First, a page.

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Re: Pete, Burnside Carbine
Posted by Pete Nelson on Monday, 17 May 2010, at 2:41 p.m., in response to Re: Pete, Burnside Carbine, posted by Larry on Monday, 17 May 2010, at 12:40 p.m.
Yes, I (think that I - - I always add that standard "Senior Disclaimer" nowadays) remember there being a thread here on Al's DISCUSSION BOARD about that, but I couldn't find it in any of my old DISCUSSION BOARD notes. At one time (back in my "early days of collecting") I had a nice Mauser C96 "BROOMHANDLE" automatic which had been painted a rather hideous magenta (all over), but when I got done cleaning and cleaning and cleaning it, I had a pretty decent WWII relic which I later used as a trade-in on a rather "minty" "DWM" Luger with a 12-inch barrel and the ramp rear sight. holster with extra clip and cleaning rod, and "Sam Browne" belt (fortunately only the gun itself had been painted).
That was pretty much the way I felt - - I wanted one complete, decent, representative Colt SAA ("U.S." property-stamped) with the holster, holster hanger, and belt, and it didn't necessarily have 90% or 95% blue with all of the case-hardening and perfect wood. As it turned out, the wood is pretty nice with no cracks, dings, or "score-card notches", and the "D.F.C./1880" cartouche (left side of grip) is in very good condition, as is the "D.F.C" on the bottom of the grip. The only feature I wasn't sure about is the Assembly Number ("1723") on the scalloped stamped inside surface of the Loading Gate, but that - - as I understand it - - is a separate and distinct number by itself, normally bearing no relationshipo to the actual serial number. All other numbered components bear matching numbers (614XX - - sorry about the "XX"s), and there was already a letter with the gun addressed to the previous owner and signed by the recently-retired (after 44 years) previous Historian/Researcher, Kathleen J. Hoyt (now Colt Historian Emeritus) of COLT ARCHIVAL SERVICES. I subsequently ordered my own personal letter which is signed by Ms. Hoyt's recent replacement, Beverly Haynes.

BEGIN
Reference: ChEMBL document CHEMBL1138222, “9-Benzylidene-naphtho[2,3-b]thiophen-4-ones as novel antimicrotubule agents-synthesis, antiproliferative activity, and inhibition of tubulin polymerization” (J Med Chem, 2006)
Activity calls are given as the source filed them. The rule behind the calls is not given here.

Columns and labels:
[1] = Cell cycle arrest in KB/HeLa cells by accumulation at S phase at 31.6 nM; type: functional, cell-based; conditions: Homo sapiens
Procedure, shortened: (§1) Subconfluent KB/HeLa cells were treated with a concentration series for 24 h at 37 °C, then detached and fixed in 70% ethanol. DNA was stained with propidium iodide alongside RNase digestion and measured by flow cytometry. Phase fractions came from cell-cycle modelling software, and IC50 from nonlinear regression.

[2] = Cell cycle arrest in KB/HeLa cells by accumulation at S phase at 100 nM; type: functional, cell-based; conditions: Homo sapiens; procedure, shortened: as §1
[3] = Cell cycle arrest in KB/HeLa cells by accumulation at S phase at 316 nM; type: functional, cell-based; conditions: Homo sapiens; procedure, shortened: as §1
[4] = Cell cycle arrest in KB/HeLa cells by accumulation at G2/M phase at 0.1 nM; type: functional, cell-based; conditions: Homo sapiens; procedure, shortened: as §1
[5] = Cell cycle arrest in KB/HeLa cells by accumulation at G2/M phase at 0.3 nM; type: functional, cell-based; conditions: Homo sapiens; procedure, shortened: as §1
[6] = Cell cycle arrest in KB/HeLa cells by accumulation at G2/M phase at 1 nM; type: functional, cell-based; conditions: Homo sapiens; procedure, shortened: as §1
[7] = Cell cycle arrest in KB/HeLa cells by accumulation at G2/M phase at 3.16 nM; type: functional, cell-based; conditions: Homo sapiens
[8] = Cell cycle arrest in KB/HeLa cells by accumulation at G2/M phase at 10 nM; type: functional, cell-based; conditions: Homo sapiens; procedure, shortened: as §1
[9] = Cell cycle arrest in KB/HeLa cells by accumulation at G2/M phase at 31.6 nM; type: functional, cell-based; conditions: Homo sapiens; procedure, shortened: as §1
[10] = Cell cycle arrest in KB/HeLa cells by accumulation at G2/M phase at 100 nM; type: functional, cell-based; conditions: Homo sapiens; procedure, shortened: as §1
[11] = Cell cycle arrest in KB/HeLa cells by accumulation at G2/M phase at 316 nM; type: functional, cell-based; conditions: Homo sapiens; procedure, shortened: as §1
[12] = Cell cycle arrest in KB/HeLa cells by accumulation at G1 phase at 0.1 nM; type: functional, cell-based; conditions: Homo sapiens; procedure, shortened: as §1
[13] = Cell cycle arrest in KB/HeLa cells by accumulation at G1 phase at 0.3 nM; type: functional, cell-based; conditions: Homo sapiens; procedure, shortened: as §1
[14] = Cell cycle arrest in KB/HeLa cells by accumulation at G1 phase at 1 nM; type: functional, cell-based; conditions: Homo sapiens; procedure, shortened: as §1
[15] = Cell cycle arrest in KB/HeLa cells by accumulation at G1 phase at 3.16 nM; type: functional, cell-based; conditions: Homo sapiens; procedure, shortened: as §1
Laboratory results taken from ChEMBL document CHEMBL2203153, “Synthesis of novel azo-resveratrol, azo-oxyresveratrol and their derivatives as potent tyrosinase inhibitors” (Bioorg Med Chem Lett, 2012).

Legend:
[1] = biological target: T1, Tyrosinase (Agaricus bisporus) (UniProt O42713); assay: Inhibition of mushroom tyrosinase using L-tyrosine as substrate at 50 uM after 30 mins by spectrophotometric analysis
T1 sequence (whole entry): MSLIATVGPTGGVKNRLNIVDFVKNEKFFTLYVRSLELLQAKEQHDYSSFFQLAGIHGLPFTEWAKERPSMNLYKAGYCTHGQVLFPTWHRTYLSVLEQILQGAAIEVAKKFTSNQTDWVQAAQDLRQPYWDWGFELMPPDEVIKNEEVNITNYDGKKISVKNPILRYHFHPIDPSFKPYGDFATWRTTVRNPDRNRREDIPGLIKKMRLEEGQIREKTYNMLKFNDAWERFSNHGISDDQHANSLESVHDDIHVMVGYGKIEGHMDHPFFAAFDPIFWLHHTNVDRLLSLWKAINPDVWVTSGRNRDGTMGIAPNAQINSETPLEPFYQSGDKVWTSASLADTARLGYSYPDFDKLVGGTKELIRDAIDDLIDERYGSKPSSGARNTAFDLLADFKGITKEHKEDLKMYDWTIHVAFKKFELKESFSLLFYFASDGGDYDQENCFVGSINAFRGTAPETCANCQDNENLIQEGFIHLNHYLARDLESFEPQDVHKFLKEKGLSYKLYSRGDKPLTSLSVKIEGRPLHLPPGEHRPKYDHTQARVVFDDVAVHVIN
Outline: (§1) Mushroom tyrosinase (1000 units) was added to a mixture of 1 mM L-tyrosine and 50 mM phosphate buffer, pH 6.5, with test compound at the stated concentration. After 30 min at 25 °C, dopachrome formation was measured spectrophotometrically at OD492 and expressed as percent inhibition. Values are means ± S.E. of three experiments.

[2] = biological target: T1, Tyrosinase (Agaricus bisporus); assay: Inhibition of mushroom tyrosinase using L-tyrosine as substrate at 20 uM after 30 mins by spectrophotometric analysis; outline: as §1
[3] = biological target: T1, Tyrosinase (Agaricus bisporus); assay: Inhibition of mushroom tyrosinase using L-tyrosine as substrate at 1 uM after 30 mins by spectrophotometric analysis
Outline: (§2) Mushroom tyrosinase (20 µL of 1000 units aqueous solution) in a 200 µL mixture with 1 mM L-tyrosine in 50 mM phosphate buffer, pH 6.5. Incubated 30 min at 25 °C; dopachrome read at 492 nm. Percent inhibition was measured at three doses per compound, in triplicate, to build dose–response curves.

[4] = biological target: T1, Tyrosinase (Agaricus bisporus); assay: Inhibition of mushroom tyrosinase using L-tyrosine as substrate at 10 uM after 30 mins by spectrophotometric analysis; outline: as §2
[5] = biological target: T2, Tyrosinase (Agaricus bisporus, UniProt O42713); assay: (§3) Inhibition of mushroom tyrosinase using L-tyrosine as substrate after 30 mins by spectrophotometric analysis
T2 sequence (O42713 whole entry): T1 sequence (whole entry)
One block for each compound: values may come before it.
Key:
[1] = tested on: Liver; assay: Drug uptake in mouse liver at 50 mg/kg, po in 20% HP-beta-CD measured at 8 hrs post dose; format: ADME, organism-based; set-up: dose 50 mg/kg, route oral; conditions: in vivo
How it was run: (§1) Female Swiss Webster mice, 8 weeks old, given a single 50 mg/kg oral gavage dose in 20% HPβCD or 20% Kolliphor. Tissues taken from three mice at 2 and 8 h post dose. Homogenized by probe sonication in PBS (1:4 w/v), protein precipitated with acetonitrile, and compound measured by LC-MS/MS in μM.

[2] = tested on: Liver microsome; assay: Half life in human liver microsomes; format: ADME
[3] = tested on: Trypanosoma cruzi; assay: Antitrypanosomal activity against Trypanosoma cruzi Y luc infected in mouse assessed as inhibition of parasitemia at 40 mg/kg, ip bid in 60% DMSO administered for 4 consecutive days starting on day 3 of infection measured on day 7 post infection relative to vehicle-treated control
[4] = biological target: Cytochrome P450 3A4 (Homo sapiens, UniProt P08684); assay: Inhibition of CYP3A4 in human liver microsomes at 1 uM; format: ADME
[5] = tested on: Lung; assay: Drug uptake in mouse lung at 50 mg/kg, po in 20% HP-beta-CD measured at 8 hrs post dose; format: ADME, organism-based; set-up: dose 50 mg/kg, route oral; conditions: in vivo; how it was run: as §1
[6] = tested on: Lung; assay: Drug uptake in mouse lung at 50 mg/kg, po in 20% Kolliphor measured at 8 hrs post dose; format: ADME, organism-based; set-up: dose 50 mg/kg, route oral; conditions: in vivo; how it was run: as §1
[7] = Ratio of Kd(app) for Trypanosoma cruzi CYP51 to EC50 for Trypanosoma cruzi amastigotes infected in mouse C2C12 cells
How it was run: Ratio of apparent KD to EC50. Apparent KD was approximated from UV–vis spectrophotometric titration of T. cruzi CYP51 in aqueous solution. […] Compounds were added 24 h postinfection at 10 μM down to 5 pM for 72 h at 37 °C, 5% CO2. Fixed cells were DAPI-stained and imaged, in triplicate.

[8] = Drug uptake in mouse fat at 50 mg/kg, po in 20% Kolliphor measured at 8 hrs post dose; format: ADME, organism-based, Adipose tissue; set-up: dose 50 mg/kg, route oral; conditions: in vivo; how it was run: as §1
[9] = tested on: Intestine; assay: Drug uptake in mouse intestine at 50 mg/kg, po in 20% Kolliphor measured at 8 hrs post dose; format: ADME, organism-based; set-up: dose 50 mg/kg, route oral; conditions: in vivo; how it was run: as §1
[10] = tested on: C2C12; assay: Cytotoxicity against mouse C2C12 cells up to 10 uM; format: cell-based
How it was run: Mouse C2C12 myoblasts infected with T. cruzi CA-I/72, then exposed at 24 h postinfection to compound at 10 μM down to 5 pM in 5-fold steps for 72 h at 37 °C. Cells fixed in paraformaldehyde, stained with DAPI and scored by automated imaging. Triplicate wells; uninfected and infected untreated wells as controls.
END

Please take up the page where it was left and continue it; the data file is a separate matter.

30, 40, or 50 years ago who would EVER have thought that these "old warriors" were going to command the attention (and prices) they do today.
I too am eagerly (and patiently) awaiting the publication release of Dick's new book. I have already dog-eared many of the pages of his first one on "THE .58- AND .50-CALIBER RIFLES AND CARBINES OF THE SPRINGFIELD ARMORY: 1865-1872" from North Cape Publications.
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